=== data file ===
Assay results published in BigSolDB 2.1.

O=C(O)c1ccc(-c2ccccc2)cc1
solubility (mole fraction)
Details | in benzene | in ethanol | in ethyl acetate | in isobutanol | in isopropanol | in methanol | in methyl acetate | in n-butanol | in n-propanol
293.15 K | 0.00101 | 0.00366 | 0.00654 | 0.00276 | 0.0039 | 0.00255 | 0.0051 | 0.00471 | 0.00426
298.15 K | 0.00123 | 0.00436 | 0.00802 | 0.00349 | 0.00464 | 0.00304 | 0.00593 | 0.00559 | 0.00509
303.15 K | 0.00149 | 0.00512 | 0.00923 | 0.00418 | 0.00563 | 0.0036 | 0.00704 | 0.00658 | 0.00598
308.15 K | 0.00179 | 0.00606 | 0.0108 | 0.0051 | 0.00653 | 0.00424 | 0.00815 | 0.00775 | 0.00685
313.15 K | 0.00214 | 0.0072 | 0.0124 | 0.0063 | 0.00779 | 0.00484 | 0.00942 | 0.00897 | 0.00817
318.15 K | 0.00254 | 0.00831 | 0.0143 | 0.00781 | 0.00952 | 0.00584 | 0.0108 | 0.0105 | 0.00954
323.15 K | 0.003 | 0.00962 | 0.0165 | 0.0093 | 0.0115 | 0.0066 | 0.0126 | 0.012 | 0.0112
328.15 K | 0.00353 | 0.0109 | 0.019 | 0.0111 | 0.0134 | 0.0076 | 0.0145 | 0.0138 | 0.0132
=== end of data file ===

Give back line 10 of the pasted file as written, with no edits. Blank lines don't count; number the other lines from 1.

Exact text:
318.15 K | 0.00254 | 0.00831 | 0.0143 | 0.00781 | 0.00952 | 0.00584 | 0.0108 | 0.0105 | 0.00954